John Anderson would throw the 1980 Election to Reagan and usher in nuclear winter. We’d just visited my grandaunt in Miami Beach, the last time we would ever see her. I had my two travel companions, Fat and Thin, securely buckled into the back seat of my mother’s foul-tempered Dodge Dart. I suppose my brother was also in the vehicle—he must have been about two years old—but I cannot be certain. I was too busy making sure that Fat and Thin didn’t grow carsick, and later, that they were tucked under the covers in the gloomy motel room outside St. Augustine, where we’d all spend the night. We’d only entered the room long enough to inspect it—we hadn’t even emptied our luggage from the trunk—but my cats decided to enjoy a nap, a fleeting, indolent snooze while the rest of the family ducked out for breakfast at the local Waffle House or Den-

none. Nor did my parents believe there was malice involved in the catnapping. Rather, entering an empty motel room that contained only two rubber cats, the well-intentioned maid probably believed the creatures had been abandoned. So my parents would buy me new cats, they pledged. Better cats. But to hope that Fat and Thin might return home was simply unrealistic. If we pursued the matter doggedly, a blameless working mother might lose her job. What good would that accomplish? Besides, even if it were possible, did I really want to yank these cheap, well-worn toys from the hands of a deprived little boy? So we continued our journey up the seaboard. Past unmarked police cars scanning for Yankee plates, through palmetto thickets blanketed with Spanish moss. We drove by the hospital where, the previous winter, my mother had undergone emergency surgery after dropping a can of tomato soup on her

I AM A SHELTERED TEN-YEAR-OLD BOY IN AN UPSCALE BEDROOM SUBURB OF NEW YORK CITY, A COMMUNITY SO FLUSH THAT ITS GRADE SCHOOL TEACHERS MUST SIMULATE HARDSHIP FOR THEIR STUDENTS. ny’s. Who was I to insist otherwise? Maybe we also collected seashells and pink coral on the public beach. Or we scaled the ramparts of the historic Spanish fort. I have no reason to remember that breakfast, any more than I recall the events of the day, two months later, on which my father drew me aside, following dinner, to reveal that my grandaunt had succumbed to stomach cancer. It was a morning without omens, all prologue to an unforeseen horror. How could I anticipate that, when we returned, joyful and sun-drunk, to our otherwise undisturbed motel room, both Fat and Thin would be gone? As in any self-respecting whodunit, suspicion immediately fell upon the servants—in this case, any of the depleted, middle-aged African-American maids who vacuumed and scrubbed toilets while the Caucasian guests scaled the Spanish battlements and collected pink coral on the beaches. These women had opportunity. They had motive. Who else would pilfer a pair of worthless rubber cats except a mother or grandmother too impoverished to purchase her brood feline companions of their own? That’s how my father explained it to me. I had lots of toys. Most likely, the poor Black child who’d been given Fat and Thin had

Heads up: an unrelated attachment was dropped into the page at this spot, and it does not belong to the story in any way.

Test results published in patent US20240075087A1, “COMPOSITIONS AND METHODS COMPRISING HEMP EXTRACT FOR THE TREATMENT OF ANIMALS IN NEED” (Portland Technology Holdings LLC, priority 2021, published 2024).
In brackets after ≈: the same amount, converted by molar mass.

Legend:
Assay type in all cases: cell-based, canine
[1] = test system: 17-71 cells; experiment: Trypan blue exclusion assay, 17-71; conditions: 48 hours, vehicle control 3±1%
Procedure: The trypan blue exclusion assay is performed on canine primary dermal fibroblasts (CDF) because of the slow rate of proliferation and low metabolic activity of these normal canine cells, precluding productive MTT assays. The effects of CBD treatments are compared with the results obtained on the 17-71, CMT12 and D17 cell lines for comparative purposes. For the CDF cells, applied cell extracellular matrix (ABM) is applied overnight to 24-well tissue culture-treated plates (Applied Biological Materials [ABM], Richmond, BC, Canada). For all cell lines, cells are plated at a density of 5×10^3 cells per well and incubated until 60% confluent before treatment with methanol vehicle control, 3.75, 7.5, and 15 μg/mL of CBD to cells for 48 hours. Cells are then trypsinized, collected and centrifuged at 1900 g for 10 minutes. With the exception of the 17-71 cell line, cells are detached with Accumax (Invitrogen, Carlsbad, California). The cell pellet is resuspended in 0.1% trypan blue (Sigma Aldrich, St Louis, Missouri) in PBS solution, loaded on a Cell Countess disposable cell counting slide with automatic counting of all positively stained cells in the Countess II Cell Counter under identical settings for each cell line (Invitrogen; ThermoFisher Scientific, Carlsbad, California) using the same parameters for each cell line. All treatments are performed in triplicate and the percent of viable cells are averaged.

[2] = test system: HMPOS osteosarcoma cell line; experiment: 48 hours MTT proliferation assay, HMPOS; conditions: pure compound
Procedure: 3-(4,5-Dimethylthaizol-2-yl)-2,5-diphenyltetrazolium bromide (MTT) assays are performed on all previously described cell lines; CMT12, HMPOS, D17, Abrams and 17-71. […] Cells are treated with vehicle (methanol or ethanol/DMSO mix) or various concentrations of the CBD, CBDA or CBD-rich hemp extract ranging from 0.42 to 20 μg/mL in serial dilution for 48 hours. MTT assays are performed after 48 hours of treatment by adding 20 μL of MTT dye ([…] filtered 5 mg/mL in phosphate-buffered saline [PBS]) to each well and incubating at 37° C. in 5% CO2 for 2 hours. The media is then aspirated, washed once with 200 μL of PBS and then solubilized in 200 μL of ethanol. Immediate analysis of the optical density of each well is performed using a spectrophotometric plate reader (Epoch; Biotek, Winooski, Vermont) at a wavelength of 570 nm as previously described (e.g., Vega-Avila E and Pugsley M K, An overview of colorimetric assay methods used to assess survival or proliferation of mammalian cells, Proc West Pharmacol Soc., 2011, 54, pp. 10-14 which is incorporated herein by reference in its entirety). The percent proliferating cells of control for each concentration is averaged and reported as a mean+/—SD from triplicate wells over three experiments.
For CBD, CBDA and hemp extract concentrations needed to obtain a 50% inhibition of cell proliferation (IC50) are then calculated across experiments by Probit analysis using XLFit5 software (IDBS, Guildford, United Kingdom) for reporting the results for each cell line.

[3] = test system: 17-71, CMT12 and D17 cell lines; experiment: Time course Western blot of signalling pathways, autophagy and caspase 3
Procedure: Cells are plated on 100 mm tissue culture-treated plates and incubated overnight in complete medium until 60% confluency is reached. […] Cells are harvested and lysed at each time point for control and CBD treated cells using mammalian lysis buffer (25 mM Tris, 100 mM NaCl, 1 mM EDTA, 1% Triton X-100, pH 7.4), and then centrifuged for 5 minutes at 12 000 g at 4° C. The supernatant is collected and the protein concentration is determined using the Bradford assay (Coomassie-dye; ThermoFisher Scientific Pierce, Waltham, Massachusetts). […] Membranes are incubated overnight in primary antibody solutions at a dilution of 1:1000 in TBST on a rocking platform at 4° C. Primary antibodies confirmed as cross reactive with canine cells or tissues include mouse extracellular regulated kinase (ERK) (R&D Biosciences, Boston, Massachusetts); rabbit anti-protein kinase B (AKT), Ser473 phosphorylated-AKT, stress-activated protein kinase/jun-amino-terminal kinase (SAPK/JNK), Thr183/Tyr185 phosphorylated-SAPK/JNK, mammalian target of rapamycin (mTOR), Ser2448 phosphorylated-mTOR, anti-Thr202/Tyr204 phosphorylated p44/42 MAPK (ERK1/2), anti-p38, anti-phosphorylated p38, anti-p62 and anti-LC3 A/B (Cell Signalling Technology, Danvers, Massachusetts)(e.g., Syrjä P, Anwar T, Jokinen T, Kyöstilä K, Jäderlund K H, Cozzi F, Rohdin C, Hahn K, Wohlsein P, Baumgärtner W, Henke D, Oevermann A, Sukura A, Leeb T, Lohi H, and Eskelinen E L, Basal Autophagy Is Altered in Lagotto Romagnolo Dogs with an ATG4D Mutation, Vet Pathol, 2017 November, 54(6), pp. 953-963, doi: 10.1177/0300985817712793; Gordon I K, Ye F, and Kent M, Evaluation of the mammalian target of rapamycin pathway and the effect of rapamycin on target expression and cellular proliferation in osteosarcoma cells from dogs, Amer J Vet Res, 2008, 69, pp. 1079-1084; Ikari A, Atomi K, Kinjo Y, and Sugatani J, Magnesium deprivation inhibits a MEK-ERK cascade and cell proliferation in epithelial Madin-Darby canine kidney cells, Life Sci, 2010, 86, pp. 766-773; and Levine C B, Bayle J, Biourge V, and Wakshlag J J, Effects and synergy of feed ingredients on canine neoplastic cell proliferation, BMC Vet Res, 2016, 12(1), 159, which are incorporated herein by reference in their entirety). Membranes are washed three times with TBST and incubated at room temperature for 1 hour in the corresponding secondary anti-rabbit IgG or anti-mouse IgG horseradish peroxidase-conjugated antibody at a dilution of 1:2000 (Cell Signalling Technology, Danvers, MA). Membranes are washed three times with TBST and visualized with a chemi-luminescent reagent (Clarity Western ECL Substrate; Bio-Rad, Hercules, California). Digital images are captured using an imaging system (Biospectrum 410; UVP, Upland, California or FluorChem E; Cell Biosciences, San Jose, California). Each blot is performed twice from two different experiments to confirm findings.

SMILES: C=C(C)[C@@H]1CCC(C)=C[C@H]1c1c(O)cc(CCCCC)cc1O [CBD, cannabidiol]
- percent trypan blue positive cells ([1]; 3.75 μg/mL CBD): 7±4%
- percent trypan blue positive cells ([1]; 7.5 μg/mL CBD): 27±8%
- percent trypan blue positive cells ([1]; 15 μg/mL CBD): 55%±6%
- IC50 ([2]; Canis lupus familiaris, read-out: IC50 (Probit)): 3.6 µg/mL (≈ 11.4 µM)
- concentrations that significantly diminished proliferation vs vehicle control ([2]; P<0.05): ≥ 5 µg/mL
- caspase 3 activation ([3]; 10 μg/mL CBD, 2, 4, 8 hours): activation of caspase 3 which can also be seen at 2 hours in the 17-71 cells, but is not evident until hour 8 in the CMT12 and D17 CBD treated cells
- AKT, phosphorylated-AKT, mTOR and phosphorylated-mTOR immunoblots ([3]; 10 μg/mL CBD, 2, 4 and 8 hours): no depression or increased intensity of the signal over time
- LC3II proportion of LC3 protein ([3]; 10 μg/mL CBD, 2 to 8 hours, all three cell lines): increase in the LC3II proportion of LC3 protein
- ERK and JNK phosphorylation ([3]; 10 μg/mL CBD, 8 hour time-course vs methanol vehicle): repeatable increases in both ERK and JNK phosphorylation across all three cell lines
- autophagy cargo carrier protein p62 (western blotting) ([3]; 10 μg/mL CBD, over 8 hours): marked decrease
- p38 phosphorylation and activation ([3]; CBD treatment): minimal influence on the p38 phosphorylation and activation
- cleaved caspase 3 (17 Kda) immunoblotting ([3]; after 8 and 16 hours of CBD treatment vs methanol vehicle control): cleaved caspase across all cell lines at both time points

left big toe. Soon the air turned crisp and we crossed the endless brooks and runs of Virginia. Then Delaware, where I was bundled into a windbreaker and rewarded with a sour gumball. And New Jersey, an endless colonnade of chemical drums that looked like giant toadstools. Finally, we were back in New York, passing the playing fields where I would soon master the arts of lollygagging and wearing a baseball mitt on my head. We parked opposite the neighbor’s stone wall— the wall that my brother would later reshape with the bumper of his first car. But there were now only four of us in the vehicle, not six. I stared out the windshield at our over-lit house, the carefully timed lamps blazing in the upstairs windows, thinking of that needy boy back in Florida whose toilet-scrubbing mother couldn’t afford to take vacations. Did I really want to yank Fat and Thin from his deprived little hands? Yes, I did. Yes, I did! YES, I DID! TWENTY YEARS AFTER the crime of my century—for Fat and Thin are my Great Train Robbery and Lindbergh baby and Manson family